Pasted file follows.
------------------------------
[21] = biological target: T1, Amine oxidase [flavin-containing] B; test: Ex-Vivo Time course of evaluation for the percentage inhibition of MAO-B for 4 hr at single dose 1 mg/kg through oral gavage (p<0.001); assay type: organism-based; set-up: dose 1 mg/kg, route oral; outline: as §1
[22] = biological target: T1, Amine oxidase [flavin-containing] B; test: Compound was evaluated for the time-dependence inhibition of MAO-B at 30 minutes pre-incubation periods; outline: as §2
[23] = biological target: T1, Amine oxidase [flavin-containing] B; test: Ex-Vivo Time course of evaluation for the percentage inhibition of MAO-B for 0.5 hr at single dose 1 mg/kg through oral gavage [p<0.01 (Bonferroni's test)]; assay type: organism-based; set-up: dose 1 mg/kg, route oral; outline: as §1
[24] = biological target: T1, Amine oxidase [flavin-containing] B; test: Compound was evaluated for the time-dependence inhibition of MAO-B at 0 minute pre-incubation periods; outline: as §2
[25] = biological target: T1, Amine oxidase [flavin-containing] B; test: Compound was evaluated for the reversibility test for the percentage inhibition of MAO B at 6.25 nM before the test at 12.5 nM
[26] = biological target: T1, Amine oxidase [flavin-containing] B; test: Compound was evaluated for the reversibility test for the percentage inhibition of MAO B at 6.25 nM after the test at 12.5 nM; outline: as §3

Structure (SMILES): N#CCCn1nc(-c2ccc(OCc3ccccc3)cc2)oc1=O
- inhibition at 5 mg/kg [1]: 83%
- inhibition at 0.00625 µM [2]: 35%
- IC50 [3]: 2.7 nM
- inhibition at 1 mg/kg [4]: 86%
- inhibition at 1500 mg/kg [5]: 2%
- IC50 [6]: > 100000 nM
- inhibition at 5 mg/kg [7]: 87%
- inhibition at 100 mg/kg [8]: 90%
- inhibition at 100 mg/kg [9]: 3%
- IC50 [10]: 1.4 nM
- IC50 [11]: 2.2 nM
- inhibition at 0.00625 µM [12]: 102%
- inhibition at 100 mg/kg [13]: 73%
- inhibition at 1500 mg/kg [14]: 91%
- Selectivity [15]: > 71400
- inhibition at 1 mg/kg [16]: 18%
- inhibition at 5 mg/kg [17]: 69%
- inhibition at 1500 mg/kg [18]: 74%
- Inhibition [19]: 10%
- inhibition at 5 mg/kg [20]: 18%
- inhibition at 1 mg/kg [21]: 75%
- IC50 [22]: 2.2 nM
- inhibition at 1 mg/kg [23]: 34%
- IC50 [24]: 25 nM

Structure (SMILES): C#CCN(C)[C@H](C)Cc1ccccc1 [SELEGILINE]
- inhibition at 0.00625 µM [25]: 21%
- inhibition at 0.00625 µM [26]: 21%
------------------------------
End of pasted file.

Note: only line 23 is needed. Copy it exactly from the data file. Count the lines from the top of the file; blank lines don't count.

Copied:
- inhibition at 1 mg/kg [16]: 18%